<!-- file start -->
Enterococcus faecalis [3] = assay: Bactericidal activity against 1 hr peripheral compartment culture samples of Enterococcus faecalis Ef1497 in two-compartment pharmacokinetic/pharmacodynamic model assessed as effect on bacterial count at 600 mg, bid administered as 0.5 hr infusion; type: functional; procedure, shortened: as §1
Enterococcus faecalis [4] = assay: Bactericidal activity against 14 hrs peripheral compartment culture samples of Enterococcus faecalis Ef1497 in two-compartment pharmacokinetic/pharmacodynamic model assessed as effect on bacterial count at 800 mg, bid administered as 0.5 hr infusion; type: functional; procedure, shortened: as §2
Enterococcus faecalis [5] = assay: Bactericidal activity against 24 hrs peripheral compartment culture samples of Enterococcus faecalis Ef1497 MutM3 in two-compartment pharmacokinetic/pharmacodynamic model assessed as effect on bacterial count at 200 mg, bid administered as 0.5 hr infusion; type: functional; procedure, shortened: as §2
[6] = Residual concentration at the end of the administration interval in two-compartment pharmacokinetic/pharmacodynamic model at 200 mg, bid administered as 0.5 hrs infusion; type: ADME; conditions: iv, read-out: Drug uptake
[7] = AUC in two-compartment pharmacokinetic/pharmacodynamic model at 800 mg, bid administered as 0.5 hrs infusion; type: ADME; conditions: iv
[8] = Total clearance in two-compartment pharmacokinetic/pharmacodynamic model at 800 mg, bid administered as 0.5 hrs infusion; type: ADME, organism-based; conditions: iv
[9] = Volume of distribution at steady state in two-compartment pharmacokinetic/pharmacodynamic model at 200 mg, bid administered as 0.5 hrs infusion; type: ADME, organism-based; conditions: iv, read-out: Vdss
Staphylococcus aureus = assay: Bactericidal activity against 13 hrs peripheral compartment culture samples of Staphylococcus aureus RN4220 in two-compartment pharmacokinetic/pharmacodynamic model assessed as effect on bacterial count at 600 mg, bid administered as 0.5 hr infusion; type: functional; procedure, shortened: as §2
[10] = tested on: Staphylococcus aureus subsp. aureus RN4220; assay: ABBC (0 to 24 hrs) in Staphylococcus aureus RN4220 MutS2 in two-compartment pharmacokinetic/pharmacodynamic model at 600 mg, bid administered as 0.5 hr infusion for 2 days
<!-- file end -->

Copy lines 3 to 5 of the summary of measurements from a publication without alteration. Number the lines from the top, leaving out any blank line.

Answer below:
Enterococcus faecalis [5] = assay: Bactericidal activity against 24 hrs peripheral compartment culture samples of Enterococcus faecalis Ef1497 MutM3 in two-compartment pharmacokinetic/pharmacodynamic model assessed as effect on bacterial count at 200 mg, bid administered as 0.5 hr infusion; type: functional; procedure, shortened: as §2
[6] = Residual concentration at the end of the administration interval in two-compartment pharmacokinetic/pharmacodynamic model at 200 mg, bid administered as 0.5 hrs infusion; type: ADME; conditions: iv, read-out: Drug uptake
[7] = AUC in two-compartment pharmacokinetic/pharmacodynamic model at 800 mg, bid administered as 0.5 hrs infusion; type: ADME; conditions: iv